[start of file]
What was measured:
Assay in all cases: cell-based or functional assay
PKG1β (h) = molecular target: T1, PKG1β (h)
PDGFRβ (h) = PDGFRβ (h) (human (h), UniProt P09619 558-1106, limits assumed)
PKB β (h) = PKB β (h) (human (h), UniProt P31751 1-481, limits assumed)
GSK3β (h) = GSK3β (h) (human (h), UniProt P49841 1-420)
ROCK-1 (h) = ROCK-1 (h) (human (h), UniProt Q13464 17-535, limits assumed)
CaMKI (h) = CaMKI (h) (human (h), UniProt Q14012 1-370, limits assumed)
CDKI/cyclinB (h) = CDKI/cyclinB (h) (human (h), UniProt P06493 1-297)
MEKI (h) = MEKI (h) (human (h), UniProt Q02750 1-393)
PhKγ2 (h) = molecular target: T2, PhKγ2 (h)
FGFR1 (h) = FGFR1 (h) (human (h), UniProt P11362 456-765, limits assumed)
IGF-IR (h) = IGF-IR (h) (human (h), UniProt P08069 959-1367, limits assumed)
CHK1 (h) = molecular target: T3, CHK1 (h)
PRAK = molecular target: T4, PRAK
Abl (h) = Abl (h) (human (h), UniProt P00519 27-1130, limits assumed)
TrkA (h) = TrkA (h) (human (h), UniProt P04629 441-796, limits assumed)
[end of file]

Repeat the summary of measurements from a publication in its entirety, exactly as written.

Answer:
What was measured:
Assay in all cases: cell-based or functional assay
PKG1β (h) = molecular target: T1, PKG1β (h)
PDGFRβ (h) = PDGFRβ (h) (human (h), UniProt P09619 558-1106, limits assumed)
PKB β (h) = PKB β (h) (human (h), UniProt P31751 1-481, limits assumed)
GSK3β (h) = GSK3β (h) (human (h), UniProt P49841 1-420)
ROCK-1 (h) = ROCK-1 (h) (human (h), UniProt Q13464 17-535, limits assumed)
CaMKI (h) = CaMKI (h) (human (h), UniProt Q14012 1-370, limits assumed)
CDKI/cyclinB (h) = CDKI/cyclinB (h) (human (h), UniProt P06493 1-297)
MEKI (h) = MEKI (h) (human (h), UniProt Q02750 1-393)
PhKγ2 (h) = molecular target: T2, PhKγ2 (h)
FGFR1 (h) = FGFR1 (h) (human (h), UniProt P11362 456-765, limits assumed)
IGF-IR (h) = IGF-IR (h) (human (h), UniProt P08069 959-1367, limits assumed)
CHK1 (h) = molecular target: T3, CHK1 (h)
PRAK = molecular target: T4, PRAK
Abl (h) = Abl (h) (human (h), UniProt P00519 27-1130, limits assumed)
TrkA (h) = TrkA (h) (human (h), UniProt P04629 441-796, limits assumed)